Ballyhea Says No – Week 250 – Why we persevere

by Diarmuid O’Flynn

Last Sunday we marked week 250 of the Ballyhea Says No campaign against the imposition of odious bank-debt on the Irish people. In the days before and after I was asked many times – how have ye kept going? How do ye persevere with a cause that gets so little publicity? My answer, and it’s rhetorical, not a question – having learned what we’ve learned over the last 250 weeks, knowing what we now know, how can we not.
And God, what we’ve learned.

The message broadcast is that this is a home-grown problem (our Taoiseach leading that particular chorus), that it all began with the Blanket Bank Guarantee of September 2008.

We know it did not.

• We know it began with the launch of the euro, a currency union which even the European Commission and the ECB admit lacked many of the most crucial structural elements, elements they are now trying to install, pillars such as the Single Resolution Mechanism (for troubled banks), central bank deposit guarantee scheme, full Economic Monetary Union/Banking Union/Fiscal Union.

• We know that the catastrophes that befell the eurozone subsequent to the launch of that flawed euro (five near-bankruptcies, record debt/GDP levels in most other euro area countries) were foreseen, predicted as far back as 1998 by renowned economists such as Paul De Grauwe of the London School of Economics.

• We know this crisis was NOT home-grown, it was an EU-created problem in which yes, we have a share, but ONLY a share.
We read that the ECB were livid with Brian Lenihan and the then Irish government for offering that blanket bank guarantee.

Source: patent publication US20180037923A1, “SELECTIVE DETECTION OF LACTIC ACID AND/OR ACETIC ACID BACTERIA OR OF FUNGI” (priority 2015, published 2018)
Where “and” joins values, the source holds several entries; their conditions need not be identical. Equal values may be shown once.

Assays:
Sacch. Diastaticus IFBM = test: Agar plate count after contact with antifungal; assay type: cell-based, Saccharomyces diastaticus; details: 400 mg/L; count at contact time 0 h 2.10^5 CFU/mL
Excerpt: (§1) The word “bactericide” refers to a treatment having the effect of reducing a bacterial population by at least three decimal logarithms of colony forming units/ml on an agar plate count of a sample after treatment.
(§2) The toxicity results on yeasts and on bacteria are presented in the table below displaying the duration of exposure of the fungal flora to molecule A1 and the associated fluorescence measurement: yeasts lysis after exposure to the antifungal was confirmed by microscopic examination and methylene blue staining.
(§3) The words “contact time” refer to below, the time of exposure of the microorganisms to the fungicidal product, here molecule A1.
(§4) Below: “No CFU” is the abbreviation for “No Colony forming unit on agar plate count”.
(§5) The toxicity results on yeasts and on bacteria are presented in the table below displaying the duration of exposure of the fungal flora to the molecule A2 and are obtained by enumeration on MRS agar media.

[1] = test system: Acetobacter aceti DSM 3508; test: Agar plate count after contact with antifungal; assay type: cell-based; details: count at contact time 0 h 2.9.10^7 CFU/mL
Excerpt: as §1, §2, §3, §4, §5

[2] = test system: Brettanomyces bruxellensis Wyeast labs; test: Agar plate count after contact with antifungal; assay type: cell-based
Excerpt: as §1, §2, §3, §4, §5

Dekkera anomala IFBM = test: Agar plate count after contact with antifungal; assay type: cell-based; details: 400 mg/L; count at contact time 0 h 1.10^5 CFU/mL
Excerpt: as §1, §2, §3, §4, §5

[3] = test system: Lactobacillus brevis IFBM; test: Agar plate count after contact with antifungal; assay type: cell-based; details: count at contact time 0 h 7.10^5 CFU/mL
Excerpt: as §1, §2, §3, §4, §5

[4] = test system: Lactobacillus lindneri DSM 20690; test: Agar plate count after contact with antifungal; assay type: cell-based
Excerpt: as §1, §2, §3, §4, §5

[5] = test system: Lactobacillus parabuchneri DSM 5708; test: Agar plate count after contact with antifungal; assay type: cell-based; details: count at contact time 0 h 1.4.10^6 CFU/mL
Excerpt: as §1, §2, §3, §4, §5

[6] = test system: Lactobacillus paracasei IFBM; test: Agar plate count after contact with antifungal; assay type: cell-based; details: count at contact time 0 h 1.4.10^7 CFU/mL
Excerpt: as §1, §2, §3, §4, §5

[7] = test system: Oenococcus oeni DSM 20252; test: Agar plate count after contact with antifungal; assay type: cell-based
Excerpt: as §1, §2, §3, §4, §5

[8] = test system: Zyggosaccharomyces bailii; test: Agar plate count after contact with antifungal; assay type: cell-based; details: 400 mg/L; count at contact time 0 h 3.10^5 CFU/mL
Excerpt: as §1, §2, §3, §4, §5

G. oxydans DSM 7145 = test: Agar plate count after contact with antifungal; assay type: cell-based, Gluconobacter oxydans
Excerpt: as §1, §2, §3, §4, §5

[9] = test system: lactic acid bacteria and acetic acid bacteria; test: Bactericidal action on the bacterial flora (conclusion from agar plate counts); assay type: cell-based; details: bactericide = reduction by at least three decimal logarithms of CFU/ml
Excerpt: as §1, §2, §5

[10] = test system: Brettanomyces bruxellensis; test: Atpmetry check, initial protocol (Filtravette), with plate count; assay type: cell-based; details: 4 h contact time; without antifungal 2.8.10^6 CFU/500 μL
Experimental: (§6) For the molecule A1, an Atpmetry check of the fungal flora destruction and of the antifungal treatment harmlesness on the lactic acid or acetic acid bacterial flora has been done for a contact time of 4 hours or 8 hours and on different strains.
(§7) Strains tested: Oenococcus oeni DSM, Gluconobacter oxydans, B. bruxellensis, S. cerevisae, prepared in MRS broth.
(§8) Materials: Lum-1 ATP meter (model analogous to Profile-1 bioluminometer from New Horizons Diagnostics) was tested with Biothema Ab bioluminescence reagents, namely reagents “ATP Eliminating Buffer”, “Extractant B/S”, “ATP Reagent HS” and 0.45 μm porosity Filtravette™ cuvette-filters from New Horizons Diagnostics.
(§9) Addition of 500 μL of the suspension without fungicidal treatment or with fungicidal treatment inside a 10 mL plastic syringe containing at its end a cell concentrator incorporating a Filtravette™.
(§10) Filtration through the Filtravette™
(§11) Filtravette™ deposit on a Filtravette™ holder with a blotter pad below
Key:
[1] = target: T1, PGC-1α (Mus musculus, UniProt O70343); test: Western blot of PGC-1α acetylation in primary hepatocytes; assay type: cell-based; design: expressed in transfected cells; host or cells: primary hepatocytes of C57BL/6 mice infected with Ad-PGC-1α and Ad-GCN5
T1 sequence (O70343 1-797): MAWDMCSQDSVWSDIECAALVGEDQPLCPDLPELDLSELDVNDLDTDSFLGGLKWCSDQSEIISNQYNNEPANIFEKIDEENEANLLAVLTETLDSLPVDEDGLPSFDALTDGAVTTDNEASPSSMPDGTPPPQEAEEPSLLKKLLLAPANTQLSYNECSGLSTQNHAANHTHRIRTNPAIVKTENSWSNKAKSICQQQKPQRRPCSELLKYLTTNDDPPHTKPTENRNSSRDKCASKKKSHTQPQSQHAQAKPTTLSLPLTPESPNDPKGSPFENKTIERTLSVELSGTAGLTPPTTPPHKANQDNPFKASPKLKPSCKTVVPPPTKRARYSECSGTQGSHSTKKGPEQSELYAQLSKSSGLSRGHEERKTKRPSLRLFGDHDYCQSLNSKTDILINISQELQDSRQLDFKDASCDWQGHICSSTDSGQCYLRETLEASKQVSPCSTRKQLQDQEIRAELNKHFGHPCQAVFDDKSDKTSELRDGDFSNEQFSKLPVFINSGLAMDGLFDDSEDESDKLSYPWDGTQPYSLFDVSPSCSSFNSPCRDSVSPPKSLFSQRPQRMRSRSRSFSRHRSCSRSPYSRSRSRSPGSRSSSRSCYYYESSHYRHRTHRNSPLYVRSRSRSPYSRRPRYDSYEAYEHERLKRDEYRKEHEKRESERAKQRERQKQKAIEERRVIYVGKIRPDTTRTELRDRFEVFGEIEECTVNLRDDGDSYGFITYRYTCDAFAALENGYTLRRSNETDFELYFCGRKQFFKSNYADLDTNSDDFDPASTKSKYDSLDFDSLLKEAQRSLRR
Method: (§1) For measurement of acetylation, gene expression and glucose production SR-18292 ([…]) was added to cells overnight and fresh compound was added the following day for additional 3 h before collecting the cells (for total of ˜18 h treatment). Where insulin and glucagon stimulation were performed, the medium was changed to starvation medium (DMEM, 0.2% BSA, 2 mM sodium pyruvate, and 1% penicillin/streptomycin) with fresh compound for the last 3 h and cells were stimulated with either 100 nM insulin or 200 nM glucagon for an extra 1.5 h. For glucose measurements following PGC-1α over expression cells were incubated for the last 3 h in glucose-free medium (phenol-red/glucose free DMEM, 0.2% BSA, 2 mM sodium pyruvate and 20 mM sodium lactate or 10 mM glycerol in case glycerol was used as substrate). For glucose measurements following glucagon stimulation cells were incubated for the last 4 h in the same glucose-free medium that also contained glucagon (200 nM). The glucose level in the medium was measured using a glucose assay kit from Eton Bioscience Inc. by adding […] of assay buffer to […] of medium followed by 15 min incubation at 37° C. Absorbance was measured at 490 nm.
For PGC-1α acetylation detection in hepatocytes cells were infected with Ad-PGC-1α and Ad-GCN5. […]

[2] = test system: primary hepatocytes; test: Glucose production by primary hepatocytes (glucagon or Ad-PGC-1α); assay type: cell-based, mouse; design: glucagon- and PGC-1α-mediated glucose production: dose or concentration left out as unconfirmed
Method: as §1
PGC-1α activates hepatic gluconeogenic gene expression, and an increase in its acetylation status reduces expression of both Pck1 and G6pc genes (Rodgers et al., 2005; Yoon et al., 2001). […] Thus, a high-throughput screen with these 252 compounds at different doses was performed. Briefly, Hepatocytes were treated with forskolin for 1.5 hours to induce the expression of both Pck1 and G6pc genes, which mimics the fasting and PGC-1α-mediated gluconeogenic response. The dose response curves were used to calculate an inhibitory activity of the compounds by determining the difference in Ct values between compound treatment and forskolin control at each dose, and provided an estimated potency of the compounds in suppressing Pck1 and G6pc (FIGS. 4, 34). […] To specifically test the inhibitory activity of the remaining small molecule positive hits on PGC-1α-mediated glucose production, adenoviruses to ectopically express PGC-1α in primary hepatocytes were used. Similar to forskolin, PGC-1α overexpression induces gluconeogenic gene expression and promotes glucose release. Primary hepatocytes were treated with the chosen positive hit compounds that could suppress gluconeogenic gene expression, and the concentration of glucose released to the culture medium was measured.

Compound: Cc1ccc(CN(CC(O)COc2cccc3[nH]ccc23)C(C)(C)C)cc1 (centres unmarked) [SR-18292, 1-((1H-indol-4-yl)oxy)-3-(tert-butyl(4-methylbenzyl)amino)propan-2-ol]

We know this to be nonsense.

• We know that when the then government and the government that succeeded them tried to burn senior unguaranteed unsecured bondholders, they were told in no uncertain terms by the ECB heavyweights – try it and see what happens.

• We know that in 2008 the ECB had no structures in place to deal with bank failure but that, given the massive exposure of German and French big banks to the eurozone periphery, they had a policy – no bank will be allowed fail, no burden-sharing will be allowed. In effect, the ECB’s own policy was also a blanket bank guarantee.


It has now become accepted fact that in November 2010 Ireland got a bailout from the Troika.
We know the truth.

• We know Ireland got loans of €67.5bn from the Troika (€22.5bn each from the IMF and two EU funds), loans on which the Troika were making big profits (charging Ireland a few percentage points above what they themselves were borrowing for), loans that didn’t even cover our full bank bailout cost of €69.7bn;

• We know also via a Bloomberg/Bank of International Settlements report that by December 2009, German and French big banks were exposed to Greece, Italy, Spain, Portugal and Ireland to the tune of over $1,100bn, that if even the relatively small Irish banks defaulted it could start a process that would end with the fall of the banking system even in Germany and France;

• We know that now, in 2015, those at-risk hundreds of billions have been repatriated and the debt-exposure has instead been transferred from those big German and French banks to the shoulders of the sovereign in Ireland, Portugal, Spain, Italy and Greece.

• Yes, we know who did the bailing out, we know who got bailed out, and it wasn’t us.
The Irish people are told over and over that Michael Noonan did a fantastic deal for Ireland on the Promissory Note debt, that he saved us tens of billions.
We know different.
• We know that under the old schedule Michael and his government were under enormous pressure to come up with €3.1bn every March, billions the Central Bank of Ireland would then destroy, legacy of the bailout of the failed creditors of two failed banks, Anglo and INBS; we know the destruction of the first €3.1bn sneaked in under the radar in March 2011, the election just over;